Posted August 29, 2008 by
I’ve been having a hard time at my job. Certain aspects of it have been getting to be too much for me.
I still enjoy the counseling. I enjoy visiting patients and families and I think I do good work with them. It’s so meaningful and restorative to me to be able to help someone through such a challenging point in their life. I often reflect on when I, myself, was in a similar situation and how grateful I was for the people around me who stepped in to help see me through it. I sometimes think that is what life is about — a series of interactions in which when we are strong, we help others and when we are not, they help us.
What I’ve been struggling with is constantly hearing about illness and disease. Every Thursday I spend two hours in an interdisciplinary team (IDT) meeting. I sit at a long boardroom table, my high heels crossed against the table leg, my case load binder open in front of me, paperwork and pens and sticky notes nudging into everyone’s else’s piles of the same. On my left is our social worker, on my right is one of our nurses. Across from me sits another nurse, sandwiched between the chaplain and the massage therapist. At the end of the table the two home health aides sit next to each other. At the head of the table our team doctor sits between our clinical director and office secretary.
And for two hours we discuss all of the patients we currently care for. We begin with all of those who died in the last week — what their death was like, how the family is doing, when the funeral or memorial service will be and any psychosocial risks for the bereaved. After that, we discuss the new patients we have taken on in the last week — their diagnosis, whether they are at home or in the hospital or in a nursing home, who is caring for them, what kind of help they might need, and what our team can do for them and their family as a whole. Finally, after that, we discuss all of our current patients — any change in health status or caregiver needs, and who is visiting when.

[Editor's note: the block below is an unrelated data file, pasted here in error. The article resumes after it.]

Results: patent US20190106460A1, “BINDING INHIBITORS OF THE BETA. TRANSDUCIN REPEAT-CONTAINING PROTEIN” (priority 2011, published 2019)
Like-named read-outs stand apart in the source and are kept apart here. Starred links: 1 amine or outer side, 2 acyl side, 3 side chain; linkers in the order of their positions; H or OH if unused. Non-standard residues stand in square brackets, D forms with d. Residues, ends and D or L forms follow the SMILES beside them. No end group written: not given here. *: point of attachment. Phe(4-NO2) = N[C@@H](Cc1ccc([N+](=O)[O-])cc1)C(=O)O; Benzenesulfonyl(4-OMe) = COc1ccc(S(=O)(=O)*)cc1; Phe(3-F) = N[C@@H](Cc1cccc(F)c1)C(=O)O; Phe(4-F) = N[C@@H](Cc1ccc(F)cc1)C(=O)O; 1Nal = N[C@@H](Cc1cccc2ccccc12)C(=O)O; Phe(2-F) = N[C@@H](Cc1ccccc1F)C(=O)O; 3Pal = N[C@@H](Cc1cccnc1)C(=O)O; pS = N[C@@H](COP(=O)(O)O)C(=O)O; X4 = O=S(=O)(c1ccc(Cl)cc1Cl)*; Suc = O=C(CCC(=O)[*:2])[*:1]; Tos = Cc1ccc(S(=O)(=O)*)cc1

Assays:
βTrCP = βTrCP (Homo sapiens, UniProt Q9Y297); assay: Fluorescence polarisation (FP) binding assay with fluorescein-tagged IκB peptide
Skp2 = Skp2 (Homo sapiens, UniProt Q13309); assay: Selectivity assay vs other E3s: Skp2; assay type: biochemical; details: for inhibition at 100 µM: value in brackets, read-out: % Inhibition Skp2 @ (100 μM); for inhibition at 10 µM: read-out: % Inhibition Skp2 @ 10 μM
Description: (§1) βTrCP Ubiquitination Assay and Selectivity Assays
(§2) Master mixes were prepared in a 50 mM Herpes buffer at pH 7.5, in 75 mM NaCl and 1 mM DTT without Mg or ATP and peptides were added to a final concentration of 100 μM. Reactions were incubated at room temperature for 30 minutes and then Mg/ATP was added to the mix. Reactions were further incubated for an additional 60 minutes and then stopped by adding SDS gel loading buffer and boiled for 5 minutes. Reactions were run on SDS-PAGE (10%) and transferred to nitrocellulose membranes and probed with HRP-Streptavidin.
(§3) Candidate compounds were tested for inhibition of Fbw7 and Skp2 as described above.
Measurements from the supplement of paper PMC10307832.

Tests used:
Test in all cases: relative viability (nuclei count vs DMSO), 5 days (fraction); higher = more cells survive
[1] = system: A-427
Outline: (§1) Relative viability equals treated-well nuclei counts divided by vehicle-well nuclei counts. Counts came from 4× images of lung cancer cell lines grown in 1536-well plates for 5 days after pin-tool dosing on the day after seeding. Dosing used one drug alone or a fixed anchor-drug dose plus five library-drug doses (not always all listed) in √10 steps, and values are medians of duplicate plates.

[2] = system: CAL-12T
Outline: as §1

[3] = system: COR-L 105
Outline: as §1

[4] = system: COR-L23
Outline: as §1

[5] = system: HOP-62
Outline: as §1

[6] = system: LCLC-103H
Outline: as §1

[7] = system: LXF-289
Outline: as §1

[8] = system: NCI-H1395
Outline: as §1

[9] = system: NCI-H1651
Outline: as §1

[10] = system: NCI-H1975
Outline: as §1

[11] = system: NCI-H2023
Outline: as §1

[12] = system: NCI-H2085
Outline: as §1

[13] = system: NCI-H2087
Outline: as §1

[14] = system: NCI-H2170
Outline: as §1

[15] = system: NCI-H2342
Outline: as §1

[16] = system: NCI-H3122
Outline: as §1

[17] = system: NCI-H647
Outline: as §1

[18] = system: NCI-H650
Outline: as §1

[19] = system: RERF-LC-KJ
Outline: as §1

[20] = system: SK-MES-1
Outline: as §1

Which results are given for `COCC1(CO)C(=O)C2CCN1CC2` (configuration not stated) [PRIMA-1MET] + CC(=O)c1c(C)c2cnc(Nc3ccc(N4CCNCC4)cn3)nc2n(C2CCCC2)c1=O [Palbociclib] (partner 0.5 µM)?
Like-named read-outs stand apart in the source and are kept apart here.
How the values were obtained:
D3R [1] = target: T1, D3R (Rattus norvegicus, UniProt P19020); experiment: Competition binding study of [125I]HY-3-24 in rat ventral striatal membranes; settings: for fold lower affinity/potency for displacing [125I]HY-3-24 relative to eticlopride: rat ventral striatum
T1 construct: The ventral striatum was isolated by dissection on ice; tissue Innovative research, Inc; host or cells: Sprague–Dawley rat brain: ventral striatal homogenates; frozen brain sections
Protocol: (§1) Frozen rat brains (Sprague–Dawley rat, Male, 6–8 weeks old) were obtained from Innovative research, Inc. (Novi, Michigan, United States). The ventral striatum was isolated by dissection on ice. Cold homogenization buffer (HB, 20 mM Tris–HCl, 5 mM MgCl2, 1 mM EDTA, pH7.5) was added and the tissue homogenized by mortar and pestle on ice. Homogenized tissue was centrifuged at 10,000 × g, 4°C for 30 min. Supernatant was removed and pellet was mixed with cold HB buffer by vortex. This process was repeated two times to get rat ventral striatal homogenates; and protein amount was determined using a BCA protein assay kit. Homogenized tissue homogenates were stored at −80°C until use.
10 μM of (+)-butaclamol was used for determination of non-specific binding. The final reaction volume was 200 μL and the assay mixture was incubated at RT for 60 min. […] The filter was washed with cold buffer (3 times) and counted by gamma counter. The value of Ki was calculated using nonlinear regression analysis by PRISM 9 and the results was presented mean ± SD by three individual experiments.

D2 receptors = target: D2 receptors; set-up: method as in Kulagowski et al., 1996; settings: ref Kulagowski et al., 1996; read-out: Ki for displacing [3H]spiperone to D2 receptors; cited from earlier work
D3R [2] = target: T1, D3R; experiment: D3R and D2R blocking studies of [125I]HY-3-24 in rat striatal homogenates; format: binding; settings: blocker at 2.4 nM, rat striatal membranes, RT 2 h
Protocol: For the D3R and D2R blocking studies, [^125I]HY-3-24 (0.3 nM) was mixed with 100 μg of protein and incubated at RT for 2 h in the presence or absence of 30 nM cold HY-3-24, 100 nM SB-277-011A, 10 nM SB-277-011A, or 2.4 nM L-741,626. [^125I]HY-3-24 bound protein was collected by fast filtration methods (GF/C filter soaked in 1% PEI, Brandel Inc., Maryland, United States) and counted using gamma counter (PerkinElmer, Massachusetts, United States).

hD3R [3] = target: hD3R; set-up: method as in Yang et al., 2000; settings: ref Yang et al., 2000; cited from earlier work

Words and phrases like stage four colon cancer, mets (metastatic) to the bone, lung cancer, swelling in the brain, morphine, lung mets, albuterol, prostate cancer, bleed out, bed sores, mets to the ovaries, liver cancer, severe hip pain, hospital bed, brain cancer, terminal, alzheimers, dementia, breast cancer, stroke, cardiovascular disease, pancreatic cancer, aortic stenosis, tumors, renal disease, COPD, failure to thrive, and on and on.
I can’t stand these words. They make my belly go cold with fear. As I sit there for those two hours, hearing these words tossed around I literally feel those places in my body as they’re said. My liver. My lungs. My heart. My brain.
I think about Greg and I think about my life and I think about how much I don’t want to get sick ever. I think about how much I want to do with my time here and how much I want to have kids. And I can’t help but think these things and sometimes I can’t get these words and phrases out of my head. Literally, sometimes I wake up in the mornings with the word scopolamine in my head. (It’s a kind of pain killer.)
And you know, I look around the room at the doctors and nurses and social workers and secretaries and although some of the nonclinical people like me will squirm at a particularly graphic description of someone’s medical problem, for the most part, none of them seem to be at all haunted by these words.
I know that so much of my fear has to do with having lost both of my parents to cancer and having watched that disease ravage their bodies over the years, but I can’t help wondering how no one else seems to be haunted by all this disease-talk like I am. I’m of the opinion that what we think about grows — another reason I hate having these thoughts and words and illnesses in my head all the time. But then I think about oncologists who work closely with disease every day — where do they put these things? How do they wake up in the morning without the word cancer on the forefront of their thoughts?
And I just keep wondering, is there a way for me to do this job without constantly ingesting it all like this??